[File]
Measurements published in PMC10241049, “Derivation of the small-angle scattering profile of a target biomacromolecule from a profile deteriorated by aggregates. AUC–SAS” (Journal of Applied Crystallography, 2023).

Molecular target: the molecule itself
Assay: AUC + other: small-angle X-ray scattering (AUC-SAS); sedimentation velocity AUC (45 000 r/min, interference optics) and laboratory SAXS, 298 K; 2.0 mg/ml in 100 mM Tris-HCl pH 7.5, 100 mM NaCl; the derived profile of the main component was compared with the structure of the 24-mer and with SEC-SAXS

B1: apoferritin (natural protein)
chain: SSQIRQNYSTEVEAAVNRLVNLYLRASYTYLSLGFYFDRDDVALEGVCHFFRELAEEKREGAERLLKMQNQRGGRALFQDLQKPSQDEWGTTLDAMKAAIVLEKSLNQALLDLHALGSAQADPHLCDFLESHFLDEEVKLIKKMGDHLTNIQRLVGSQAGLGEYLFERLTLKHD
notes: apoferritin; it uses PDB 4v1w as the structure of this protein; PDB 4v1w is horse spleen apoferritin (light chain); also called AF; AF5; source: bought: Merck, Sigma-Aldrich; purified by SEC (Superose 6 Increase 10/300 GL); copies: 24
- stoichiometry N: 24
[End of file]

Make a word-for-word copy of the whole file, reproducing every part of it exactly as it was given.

Measurements published in PMC10241049, “Derivation of the small-angle scattering profile of a target biomacromolecule from a profile deteriorated by aggregates. AUC–SAS” (Journal of Applied Crystallography, 2023).

Molecular target: the molecule itself
Assay: AUC + other: small-angle X-ray scattering (AUC-SAS); sedimentation velocity AUC (45 000 r/min, interference optics) and laboratory SAXS, 298 K; 2.0 mg/ml in 100 mM Tris-HCl pH 7.5, 100 mM NaCl; the derived profile of the main component was compared with the structure of the 24-mer and with SEC-SAXS

B1: apoferritin (natural protein)
chain: SSQIRQNYSTEVEAAVNRLVNLYLRASYTYLSLGFYFDRDDVALEGVCHFFRELAEEKREGAERLLKMQNQRGGRALFQDLQKPSQDEWGTTLDAMKAAIVLEKSLNQALLDLHALGSAQADPHLCDFLESHFLDEEVKLIKKMGDHLTNIQRLVGSQAGLGEYLFERLTLKHD
notes: apoferritin; it uses PDB 4v1w as the structure of this protein; PDB 4v1w is horse spleen apoferritin (light chain); also called AF; AF5; source: bought: Merck, Sigma-Aldrich; purified by SEC (Superose 6 Increase 10/300 GL); copies: 24
- stoichiometry N: 24